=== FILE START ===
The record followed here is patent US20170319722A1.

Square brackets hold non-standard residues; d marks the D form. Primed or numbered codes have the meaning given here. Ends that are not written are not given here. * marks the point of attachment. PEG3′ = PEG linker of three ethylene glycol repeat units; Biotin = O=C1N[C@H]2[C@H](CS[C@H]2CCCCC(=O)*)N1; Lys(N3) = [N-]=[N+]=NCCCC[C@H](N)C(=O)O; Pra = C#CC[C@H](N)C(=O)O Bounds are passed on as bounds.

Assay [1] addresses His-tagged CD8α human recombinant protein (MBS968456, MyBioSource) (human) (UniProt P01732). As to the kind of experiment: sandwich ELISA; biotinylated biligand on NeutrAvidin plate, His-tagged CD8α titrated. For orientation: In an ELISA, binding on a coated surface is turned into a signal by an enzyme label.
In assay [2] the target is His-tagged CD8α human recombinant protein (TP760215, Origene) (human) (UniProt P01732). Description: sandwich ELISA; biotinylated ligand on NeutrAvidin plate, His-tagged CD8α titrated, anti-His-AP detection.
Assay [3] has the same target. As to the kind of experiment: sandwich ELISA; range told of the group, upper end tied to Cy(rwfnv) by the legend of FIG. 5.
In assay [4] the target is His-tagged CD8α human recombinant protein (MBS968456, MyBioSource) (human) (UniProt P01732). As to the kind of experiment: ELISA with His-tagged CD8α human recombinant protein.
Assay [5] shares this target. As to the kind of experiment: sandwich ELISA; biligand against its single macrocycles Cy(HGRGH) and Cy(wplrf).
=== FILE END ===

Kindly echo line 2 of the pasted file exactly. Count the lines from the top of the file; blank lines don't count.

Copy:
Square brackets hold non-standard residues; d marks the D form. Primed or numbered codes have the meaning given here. Ends that are not written are not given here. * marks the point of attachment. PEG3′ = PEG linker of three ethylene glycol repeat units; Biotin = O=C1N[C@H]2[C@H](CS[C@H]2CCCCC(=O)*)N1; Lys(N3) = [N-]=[N+]=NCCCC[C@H](N)C(=O)O; Pra = C#CC[C@H](N)C(=O)O Bounds are passed on as bounds.